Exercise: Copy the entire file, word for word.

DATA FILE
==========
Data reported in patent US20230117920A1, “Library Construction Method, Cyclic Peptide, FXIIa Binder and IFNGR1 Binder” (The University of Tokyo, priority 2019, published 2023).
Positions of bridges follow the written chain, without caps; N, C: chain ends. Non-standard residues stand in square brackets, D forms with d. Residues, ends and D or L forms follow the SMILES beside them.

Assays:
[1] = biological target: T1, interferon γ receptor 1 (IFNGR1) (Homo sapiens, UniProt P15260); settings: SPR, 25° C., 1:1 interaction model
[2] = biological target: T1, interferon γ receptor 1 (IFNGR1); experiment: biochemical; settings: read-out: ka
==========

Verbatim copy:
Data reported in patent US20230117920A1, “Library Construction Method, Cyclic Peptide, FXIIa Binder and IFNGR1 Binder” (The University of Tokyo, priority 2019, published 2023).
Positions of bridges follow the written chain, without caps; N, C: chain ends. Non-standard residues stand in square brackets, D forms with d. Residues, ends and D or L forms follow the SMILES beside them.

Assays:
[1] = biological target: T1, interferon γ receptor 1 (IFNGR1) (Homo sapiens, UniProt P15260); settings: SPR, 25° C., 1:1 interaction model
[2] = biological target: T1, interferon γ receptor 1 (IFNGR1); experiment: biochemical; settings: read-out: ka